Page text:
But our young families, our young adults are struggling. They’re working all the time, some of them, second jobs just to be in this city, and they’re not free to come out to a protest in the middle of the day or even on the weekends, because they’re working or they’re exhausted. So that’s the one big issue that I see is that people don’t have the space to be a part of faith communities and the good work that I think they care about, because they’re working so hard to pay for housing or to support their children’s education or extracurricular activities, and church and volunteering seems to become a luxury.
AURN: Let’s discuss your radical existence. You are a Black woman pastor, you champion LGBTQ rights, and I mean, Riverside Church had a Beyonce mass, and these are all things, but I’m sure you get so much pushback from people. Discuss the concept of one, the intersection of woman-ism and faith, but also how do you push back against the pushback.
RT: That’s a great question. You can certainly find things in the Bible that suggest that women should not be in the position that I am in. But I think you also have to look at the context of where those statements are being made. They’re being made by Paul in his letters, and I’m sure my brothers who make those comments who are clergy themselves know that Paul was trying to hold together a ragtag group of people who were living under the Roman Empire and that had women in leadership even after Jesus’s departure. And so he would say things, I think, to keep them under the radar of an empire that could crush this ragtag movement.
I think what is true now, and what I believe is that whoever God has called is called regardless of the package you come in, racial ethnic background, your gender, your body parts; if you’re called, you’re called. What is also real in the church is that the majority of folks who make up churches are women, and the majority of students in seminary are women. So I think we are starting to see a shift in the church, and I imagine that it is uncomfortable for people.
What’s also true is that the role of clergy is not the regarded and respected role in the twenty-first century that it was in centuries past. And when that happens, often those opportunities start to open up for women. When opportunities are well paid and celebrated, they’re generally held by men. Men used to be secretaries, and when women started to take on those jobs, they weren’t paid as well, and they weren’t held in such high esteem. You see that in many other fields, and it is starting, I think, to happen in the church, as well. So yes, I get a lot of pushback, but I would say in my career, the majority of my pushback has been from women and generally women of color, which I think says something about just how we have ingested sexism and racism in this country, that we like other groups will start to monitor and check and push back against each other.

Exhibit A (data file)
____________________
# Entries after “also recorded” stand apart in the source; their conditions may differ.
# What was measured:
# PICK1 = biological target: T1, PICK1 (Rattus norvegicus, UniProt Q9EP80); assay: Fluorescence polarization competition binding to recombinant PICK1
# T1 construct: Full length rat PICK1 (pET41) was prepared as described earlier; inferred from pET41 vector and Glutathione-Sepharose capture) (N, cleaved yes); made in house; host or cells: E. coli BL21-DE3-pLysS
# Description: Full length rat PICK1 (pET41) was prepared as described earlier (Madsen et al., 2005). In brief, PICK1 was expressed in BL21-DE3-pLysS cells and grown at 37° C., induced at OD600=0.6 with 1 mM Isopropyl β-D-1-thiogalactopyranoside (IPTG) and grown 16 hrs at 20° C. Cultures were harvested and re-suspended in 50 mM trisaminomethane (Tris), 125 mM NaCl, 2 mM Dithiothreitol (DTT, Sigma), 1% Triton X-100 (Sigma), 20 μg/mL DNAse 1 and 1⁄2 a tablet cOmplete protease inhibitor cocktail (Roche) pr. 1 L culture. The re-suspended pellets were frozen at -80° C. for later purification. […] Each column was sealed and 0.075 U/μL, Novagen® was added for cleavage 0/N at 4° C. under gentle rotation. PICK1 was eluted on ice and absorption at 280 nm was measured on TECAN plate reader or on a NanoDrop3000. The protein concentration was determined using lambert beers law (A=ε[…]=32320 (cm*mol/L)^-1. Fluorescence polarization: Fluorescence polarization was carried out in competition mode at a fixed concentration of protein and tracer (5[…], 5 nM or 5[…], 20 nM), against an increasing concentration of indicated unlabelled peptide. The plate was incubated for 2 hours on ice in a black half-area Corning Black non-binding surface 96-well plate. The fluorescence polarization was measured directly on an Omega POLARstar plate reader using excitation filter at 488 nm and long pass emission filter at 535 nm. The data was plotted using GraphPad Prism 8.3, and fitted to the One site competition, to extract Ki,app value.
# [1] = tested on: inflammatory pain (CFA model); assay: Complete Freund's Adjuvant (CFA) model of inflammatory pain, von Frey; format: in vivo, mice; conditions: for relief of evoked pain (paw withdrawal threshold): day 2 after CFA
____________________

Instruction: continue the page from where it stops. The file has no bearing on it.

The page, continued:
I just see that as our own hurt and pain with how patriarchy has treated us. And I try not to give it too much energy. I would say that the majority of the folks that I’ve worked with in various churches, including at Riverside, have been enormously supportive, enormously encouraging, and there are lots of Black women who just could not be happier, could not be prouder, which is why at my installation, I actually had all the Black women stand up, because I said, “I’m here because of you,” and people reach out to me on social media, send me emails, send me letters, people I do not know, saying, “I’m praying for you,” “We’re praying for you. I got a group of women. We pray every weekend. We pray for you.” There are older women, mothers of the church at Riverside who tell me, “Pastor, I pray for you every day.”
That is some power. I mean, when my mother would say to me, “Your grandmother’s praying for you,” I was like, “I’m good.” So I’ve got all these grandmothers praying for me every day. So I feel like there’s no way that I cannot succeed when I’ve got grandmama prayer energy supporting me, supporting me daily. And as I said, the majority of the community at Riverside is excited about the future and the direction we’re going in and the healing work that we’re doing. So I try not to give too much energy to the naysayers. I give a little energy, because you have to keep an eye on it, but I try to lean into the joy and the goodness and the sense that I’m where I’m supposed to be and I’m doing what I was called to do.
*This interview has been edited and condensed for clarity and brevity.